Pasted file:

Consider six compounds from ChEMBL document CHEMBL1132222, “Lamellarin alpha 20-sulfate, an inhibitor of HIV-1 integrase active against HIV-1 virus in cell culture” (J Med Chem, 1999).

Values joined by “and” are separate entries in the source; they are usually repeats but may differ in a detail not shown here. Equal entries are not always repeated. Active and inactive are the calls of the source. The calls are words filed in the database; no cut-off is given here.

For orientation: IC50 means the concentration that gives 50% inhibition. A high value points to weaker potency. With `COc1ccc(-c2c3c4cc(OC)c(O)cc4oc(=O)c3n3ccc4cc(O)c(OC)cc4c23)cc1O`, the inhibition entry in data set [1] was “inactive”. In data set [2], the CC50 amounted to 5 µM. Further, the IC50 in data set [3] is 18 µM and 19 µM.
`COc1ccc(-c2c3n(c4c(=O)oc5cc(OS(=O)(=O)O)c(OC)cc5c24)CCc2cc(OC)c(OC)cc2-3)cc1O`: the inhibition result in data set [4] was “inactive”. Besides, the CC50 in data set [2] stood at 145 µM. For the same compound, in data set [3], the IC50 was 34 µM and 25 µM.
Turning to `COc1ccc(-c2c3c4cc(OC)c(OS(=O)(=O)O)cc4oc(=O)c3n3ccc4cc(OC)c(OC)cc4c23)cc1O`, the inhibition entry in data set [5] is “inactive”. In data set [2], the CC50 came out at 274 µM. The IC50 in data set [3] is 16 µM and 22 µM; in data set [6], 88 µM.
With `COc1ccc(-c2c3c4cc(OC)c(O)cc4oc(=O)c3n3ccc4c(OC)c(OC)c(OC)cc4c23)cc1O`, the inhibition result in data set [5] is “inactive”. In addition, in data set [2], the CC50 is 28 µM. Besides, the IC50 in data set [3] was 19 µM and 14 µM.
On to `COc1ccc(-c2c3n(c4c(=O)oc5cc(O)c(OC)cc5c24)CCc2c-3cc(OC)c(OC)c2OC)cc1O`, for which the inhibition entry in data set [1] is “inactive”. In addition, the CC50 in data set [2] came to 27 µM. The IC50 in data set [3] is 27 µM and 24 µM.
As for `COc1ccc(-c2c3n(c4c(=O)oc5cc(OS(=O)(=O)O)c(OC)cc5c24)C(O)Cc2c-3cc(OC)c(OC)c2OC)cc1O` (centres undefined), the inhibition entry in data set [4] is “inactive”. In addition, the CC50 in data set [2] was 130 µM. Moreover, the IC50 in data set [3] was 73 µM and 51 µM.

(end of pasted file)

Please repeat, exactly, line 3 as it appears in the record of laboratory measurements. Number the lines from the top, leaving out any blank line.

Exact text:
For orientation: IC50 means the concentration that gives 50% inhibition. A high value points to weaker potency. With `COc1ccc(-c2c3c4cc(OC)c(O)cc4oc(=O)c3n3ccc4cc(O)c(OC)cc4c23)cc1O`, the inhibition entry in data set [1] was “inactive”. In data set [2], the CC50 amounted to 5 µM. Further, the IC50 in data set [3] is 18 µM and 19 µM.